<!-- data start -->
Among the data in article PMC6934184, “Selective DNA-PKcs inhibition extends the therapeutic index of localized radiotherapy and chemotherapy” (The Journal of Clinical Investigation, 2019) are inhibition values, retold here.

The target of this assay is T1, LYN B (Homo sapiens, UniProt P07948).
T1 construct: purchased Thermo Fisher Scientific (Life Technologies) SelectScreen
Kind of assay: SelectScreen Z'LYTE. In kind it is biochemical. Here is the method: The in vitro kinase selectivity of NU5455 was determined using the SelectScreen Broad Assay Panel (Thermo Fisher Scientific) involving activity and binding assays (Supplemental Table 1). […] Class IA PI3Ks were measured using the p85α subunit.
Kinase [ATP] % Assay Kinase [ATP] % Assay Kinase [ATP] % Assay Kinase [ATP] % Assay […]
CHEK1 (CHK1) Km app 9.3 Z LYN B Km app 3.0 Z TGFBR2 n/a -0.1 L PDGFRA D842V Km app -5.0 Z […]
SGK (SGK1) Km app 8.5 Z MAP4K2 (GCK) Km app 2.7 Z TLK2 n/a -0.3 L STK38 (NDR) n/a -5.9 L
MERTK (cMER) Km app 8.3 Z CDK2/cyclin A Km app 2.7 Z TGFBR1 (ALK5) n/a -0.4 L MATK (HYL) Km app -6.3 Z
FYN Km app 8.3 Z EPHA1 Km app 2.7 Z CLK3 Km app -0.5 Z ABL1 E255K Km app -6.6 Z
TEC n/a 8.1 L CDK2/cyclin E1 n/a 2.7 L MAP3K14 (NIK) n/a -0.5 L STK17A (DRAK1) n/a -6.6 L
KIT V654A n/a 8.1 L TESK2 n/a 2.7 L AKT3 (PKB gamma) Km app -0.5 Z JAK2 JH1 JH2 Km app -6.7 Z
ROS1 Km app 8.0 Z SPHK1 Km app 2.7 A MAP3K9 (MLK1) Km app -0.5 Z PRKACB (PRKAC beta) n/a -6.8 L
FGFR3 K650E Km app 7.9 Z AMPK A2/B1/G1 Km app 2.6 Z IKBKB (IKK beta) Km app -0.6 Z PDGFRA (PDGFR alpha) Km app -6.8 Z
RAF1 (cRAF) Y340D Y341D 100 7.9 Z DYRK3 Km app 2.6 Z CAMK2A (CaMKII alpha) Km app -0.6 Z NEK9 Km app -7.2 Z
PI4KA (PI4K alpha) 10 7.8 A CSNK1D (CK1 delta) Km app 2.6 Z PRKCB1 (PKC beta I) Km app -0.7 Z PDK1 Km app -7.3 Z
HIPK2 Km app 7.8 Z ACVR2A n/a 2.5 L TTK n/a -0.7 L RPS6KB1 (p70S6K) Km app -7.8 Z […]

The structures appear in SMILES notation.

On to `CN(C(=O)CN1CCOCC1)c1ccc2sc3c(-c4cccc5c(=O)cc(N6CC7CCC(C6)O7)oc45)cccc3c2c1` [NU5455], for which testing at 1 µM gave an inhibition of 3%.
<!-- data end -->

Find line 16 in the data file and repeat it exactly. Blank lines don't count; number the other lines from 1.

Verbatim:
HIPK2 Km app 7.8 Z ACVR2A n/a 2.5 L TTK n/a -0.7 L RPS6KB1 (p70S6K) Km app -7.8 Z […]